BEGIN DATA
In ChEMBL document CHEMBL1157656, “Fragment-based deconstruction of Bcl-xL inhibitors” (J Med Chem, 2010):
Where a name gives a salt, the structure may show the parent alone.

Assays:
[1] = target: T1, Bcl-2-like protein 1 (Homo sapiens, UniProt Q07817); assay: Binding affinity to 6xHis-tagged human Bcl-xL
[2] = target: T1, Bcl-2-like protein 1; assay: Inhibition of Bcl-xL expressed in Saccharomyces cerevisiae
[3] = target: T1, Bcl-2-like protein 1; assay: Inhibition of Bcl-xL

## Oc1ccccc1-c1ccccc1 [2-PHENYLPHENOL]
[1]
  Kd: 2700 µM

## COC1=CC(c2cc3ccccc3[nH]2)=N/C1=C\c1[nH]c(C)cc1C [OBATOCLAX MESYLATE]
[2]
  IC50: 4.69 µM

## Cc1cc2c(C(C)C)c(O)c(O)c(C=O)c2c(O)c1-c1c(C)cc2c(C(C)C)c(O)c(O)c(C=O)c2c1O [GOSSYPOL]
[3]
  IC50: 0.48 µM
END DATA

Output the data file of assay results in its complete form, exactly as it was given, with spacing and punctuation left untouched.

In ChEMBL document CHEMBL1157656, “Fragment-based deconstruction of Bcl-xL inhibitors” (J Med Chem, 2010):
Where a name gives a salt, the structure may show the parent alone.

Assays:
[1] = target: T1, Bcl-2-like protein 1 (Homo sapiens, UniProt Q07817); assay: Binding affinity to 6xHis-tagged human Bcl-xL
[2] = target: T1, Bcl-2-like protein 1; assay: Inhibition of Bcl-xL expressed in Saccharomyces cerevisiae
[3] = target: T1, Bcl-2-like protein 1; assay: Inhibition of Bcl-xL

## Oc1ccccc1-c1ccccc1 [2-PHENYLPHENOL]
[1]
  Kd: 2700 µM

## COC1=CC(c2cc3ccccc3[nH]2)=N/C1=C\c1[nH]c(C)cc1C [OBATOCLAX MESYLATE]
[2]
  IC50: 4.69 µM

## Cc1cc2c(C(C)C)c(O)c(O)c(C=O)c2c(O)c1-c1c(C)cc2c(C(C)C)c(O)c(O)c(C=O)c2c1O [GOSSYPOL]
[3]
  IC50: 0.48 µM